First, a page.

In frames above two Besta cabinets from IKEA are large lithographs left behind in DiTommaso’s parents’ Canal Street loft in the 1970s — one an Abraham Lincoln speech, the other an excerpt from Betty Smith’s “A Tree Grows in Brooklyn.”
Other cabinetry throughout the house was made by DiTommaso out of plywood and whitewashed. The bust (originally from Restoration Hardware) was discarded by a client.
DiTommaso opened up an existing framed doorway that had been covered over to house a fridge and created a pass-through to the galley kitchen. The kitchen is entered via a door from the adjacent dining room.
DiTommaso gutted the kitchen, removing a dropped ceiling and three layers of wallpaper.
The stainless steel cabinets are from IKEA, and the counters are made of Carrara floor tile found on sale at Lowes.
The walls are covered with four by six-inch sheets of textured fake-brick particle board painted with a mix of joint compound and sand. “What makes the walls really look textured is the uplighting behind the backsplash, where I located all the outlets to conceal them,” he said.
Except for a Bosch dishwasher, the appliances were budget-friendly. DiTommaso used two half-fridges to allow for extra counter space and the pass-through to the living room.
Total cost for the kitchen: about $4,000.
The dining room and study, toward the rear of the apartment, are located in adjacent extensions that were added on to the building at different times.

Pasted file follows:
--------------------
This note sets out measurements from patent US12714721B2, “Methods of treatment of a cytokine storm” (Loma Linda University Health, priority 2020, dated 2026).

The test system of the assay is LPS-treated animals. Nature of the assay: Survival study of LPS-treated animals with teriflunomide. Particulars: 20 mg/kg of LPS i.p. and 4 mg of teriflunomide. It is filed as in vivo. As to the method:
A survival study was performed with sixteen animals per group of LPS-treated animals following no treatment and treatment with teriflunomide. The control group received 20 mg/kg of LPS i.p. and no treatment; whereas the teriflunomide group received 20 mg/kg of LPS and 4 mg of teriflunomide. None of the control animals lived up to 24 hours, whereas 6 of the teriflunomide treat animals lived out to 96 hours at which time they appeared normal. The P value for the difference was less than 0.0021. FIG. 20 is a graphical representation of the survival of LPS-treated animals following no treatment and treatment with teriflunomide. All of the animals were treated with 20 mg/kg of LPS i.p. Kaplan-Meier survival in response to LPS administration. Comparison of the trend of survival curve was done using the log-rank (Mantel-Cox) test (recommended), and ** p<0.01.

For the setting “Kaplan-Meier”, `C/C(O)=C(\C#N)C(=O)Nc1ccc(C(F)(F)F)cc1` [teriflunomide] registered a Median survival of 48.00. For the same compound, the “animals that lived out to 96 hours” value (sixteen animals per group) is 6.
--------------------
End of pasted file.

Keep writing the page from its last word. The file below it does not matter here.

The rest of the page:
Furnishings in the study are all IKEA, found or gifted. The original moldings stand out along a mostly bare wall.
“The bathroom demo’d itself on top of me one day while I was in the shower,” DiTommaso said, precipitating its immediate renovation.
The walls are pre-finished laminate floor planks and the ersatz exposed brick, the floors a simple hex tile. The counter and backsplash are remnant pieces of Caesarstone, with a $100 vessel sink from IKEA and mirrored cabinets from the same source.
The real expense was the freestanding tub, about $1,300 from Signature Hardware. “Given the bathroom is off the living room, I wanted it to feel less like a loo and more like a glossy little box. I flipped the swing of the door so that if the door is open a crack, all you see is the handsome tub.”
Total materials cost: about $6,000. Labor cost: $0.
A pass-through central space framed by French doors on either side already contained roomy closets when DiTommaso took over the apartment a decade ago.
In the bedroom, located at the front of the building, the white scheme prevails. “I’ve tried color, but it’s not me,” the designer said.
Drum shades throughout the apartment are from IKEA, as are the drapes, bedding, nightstands and lamps.
[Photos by Susan De Vries]
Check out ‘The Insider’ mini-site: brownstoner.com/the-insider
The Insider is Brownstoner’s weekly in-depth look at a notable interior design/renovation project, by design journalist Cara Greenberg. Find it here every Thursday morning.
Got a project to propose for The Insider? Contact Cara at caramia447 [at] gmail [dot] com.